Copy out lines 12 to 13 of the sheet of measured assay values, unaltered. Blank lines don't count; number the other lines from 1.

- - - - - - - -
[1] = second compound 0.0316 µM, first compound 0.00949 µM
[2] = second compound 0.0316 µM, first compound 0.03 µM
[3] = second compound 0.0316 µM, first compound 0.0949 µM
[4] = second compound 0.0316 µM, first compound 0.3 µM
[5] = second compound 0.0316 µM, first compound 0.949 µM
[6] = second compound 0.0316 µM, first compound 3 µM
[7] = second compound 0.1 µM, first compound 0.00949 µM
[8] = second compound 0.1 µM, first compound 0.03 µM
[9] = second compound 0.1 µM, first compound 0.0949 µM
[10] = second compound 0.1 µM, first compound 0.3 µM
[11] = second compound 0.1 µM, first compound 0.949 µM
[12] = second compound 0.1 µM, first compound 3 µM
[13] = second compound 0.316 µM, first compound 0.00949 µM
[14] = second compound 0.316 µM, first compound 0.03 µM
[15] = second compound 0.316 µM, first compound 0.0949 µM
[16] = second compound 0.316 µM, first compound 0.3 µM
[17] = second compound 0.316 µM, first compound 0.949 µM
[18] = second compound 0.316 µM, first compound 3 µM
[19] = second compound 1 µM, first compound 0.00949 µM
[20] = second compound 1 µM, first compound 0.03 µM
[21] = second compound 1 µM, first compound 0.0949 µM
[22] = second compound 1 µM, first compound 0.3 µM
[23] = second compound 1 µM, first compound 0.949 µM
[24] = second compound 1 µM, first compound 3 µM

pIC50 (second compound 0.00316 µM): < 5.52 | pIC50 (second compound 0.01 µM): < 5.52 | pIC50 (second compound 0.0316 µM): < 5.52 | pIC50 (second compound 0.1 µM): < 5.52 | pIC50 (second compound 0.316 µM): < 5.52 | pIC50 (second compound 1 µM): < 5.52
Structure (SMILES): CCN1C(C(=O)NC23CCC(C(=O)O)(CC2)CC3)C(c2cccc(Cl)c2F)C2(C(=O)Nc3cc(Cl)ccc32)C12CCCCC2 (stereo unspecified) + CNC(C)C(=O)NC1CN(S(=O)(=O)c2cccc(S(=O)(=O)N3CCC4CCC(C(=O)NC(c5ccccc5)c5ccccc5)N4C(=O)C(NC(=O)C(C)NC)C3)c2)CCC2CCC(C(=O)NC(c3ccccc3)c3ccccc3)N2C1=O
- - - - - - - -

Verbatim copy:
[12] = second compound 0.1 µM, first compound 3 µM
[13] = second compound 0.316 µM, first compound 0.00949 µM